Atman AVR is an integrated c/C++ compiler IDE for Atmel AVR microcontrollers. AtmanAvr C development environment includes ProjectWizard, CodeWizard, Workspace, Output, Text editor, Binary editor, Debugger. The compiler itself is a GCC compiler for AVR. The only thing that makes it commercial is the integrated environment:
ProjectWizard – lets you customize a project through series dialogs, and then it generates initial code automatically;
CodeWizard – helps in programming routine tasks like creating new modules, adding functions navigating;
Advanced workspace where you can find File View, Class View, and I/O View, and many more.
If you would like to try this IDE, you may download AtmanAvr C IDE from the manufacturer’s site https://www.atmanecl.com.
Bellow is an Atman AVR kick start guide with some screenshots: Create new project File->New:
In the Project Name enter the name of your project. Also, select where your project will be located. From tab Projects select one type of projects:
- AVR C Wizard(boot) – Bootloader project using C;
- AVR C Wizard(exe) – standard C program – usually this is the choice for your projects;
- AVR C Wizard(lib) – wizard for library creation using C;
- AVR C++ Wizard(boot) – Bootloader project using C++;
- AVR C++ Wizard(exe) – standard C++ program;
- Blank – Empty projects without wizard;
Select AVR C Wizard(exe) and press OK. The next window opens. There you must select the Chip type, clock speed, and Watchdog timer with prescaller if needed.
Let’s say we selected the Atmega8 chip and press Next. Ports settings window opens. There you may set ports pins as inputs or outputs and initial values of port registers. There is also the ability to select PullUp or leave High-Z for the pins:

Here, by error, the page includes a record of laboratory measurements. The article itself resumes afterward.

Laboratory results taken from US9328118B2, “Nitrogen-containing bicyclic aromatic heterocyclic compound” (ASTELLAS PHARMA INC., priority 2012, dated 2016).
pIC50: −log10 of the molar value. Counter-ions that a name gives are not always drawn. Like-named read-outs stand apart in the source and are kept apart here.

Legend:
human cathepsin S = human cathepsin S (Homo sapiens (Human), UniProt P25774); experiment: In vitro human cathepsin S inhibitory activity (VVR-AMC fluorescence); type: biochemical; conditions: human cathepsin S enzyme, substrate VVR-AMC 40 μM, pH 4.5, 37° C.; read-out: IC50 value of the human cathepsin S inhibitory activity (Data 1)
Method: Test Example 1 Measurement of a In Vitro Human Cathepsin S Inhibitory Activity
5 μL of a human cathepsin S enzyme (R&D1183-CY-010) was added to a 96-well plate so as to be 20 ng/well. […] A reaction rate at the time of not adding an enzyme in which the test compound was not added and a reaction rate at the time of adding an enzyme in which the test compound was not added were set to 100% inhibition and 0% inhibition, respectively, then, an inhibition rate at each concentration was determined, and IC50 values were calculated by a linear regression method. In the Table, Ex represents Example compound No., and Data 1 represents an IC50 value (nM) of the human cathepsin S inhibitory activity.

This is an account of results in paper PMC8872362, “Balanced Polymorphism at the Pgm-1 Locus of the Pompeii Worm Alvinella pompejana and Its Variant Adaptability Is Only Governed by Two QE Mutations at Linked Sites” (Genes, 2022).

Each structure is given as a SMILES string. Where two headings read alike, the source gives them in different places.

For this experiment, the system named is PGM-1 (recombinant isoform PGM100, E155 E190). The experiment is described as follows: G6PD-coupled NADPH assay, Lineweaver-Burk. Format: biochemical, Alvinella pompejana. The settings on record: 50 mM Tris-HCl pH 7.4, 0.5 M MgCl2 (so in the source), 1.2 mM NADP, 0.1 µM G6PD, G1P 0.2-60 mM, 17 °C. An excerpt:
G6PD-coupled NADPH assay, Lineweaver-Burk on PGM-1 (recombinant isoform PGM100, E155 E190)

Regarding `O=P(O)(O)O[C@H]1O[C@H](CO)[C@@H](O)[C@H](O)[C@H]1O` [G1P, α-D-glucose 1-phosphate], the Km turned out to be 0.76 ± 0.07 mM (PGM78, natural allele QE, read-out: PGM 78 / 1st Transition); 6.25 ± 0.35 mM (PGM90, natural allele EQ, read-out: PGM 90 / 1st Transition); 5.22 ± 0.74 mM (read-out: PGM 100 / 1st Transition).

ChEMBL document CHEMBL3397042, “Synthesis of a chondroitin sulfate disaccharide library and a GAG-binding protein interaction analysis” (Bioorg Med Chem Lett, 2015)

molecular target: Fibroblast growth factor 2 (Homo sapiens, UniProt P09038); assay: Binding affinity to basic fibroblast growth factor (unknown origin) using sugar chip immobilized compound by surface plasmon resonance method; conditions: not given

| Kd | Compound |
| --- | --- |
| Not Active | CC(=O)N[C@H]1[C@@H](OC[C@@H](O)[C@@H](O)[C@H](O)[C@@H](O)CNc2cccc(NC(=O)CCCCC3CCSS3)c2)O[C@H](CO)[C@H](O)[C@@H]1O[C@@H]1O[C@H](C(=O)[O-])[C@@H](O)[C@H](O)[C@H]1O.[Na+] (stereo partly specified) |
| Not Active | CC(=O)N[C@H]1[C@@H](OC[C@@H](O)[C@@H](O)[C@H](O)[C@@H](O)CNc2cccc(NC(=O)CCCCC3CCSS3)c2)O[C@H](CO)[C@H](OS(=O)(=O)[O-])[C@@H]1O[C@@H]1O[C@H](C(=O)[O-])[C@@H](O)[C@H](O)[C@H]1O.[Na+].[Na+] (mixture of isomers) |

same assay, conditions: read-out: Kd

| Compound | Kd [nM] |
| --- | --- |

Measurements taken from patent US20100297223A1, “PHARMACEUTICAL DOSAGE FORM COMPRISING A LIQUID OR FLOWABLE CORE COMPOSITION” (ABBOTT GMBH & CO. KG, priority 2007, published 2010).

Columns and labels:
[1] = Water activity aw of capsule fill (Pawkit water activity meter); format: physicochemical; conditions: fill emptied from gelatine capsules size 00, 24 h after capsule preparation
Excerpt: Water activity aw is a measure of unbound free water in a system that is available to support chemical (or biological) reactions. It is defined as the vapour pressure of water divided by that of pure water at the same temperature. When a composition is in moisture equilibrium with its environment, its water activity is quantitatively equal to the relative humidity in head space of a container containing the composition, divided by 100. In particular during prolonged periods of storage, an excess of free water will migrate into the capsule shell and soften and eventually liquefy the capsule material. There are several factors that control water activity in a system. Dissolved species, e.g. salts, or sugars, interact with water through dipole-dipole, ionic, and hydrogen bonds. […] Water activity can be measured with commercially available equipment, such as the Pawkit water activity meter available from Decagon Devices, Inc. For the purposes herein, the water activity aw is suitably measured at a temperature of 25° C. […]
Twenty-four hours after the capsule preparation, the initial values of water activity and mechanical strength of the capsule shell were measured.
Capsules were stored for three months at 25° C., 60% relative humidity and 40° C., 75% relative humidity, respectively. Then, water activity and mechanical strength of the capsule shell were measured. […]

The next window is timer settings. Depending on the microcontroller model, there can be a different number of timers. There you can select all available properties for AVR timers like clock source, prescallers, interrupts, and so on!
The next setting is for external interrupts. There you can enable external interrupts and select the interrupt mode (falling edge, rising edge, or high or low value):
5th step of the wizard is ADC settings. There you can enable ADC on your AVR microcontroller, select features like Noise canceling interrupt or free-running modes! Set ADC clock and voltage reference:
Next goes analog comparator settings. You may enable analog comparator and interrupt on the match and other features:
7th step of Atman AVR initial wizard is SPI settings. You may set interrupt, clock rate, working mode: slave or master, double speed, clock phase, and data order: first LSB or MSB:
Next, go UART settings. There you may set settings for transmitter and receiver. You can select interrupt modes, synchronous or asynchronous operation, parity check, stops bits, Baud rate, and character size:
The next setting is I2C or TWI interface settings. Enable it if you are going to use it. There is also interrupt mode select, ACK generation select, Bit rate prescaller, bit rate register value, SCL frequency select:
And the last step in the wizard is LCD. If your project is going to use LCD, then you can choose connection settings for it. When you select the LCD port, you can see how to connect LCD to AVR in order properly to use the built-in library.
You may come back to any step and correct any settings before you press Finish.
After you press Finish, the initial code is generated and files needed are added to the project:
Depending on wizard settings, there might be files included for ADC support, TWI, SPI, interrupt. There is also some initial code in the main file. Just insert your needed code and compile by pressing Build->Build. If compilation is successful, then the project directory hex file will appear ready to burn into the microcontroller.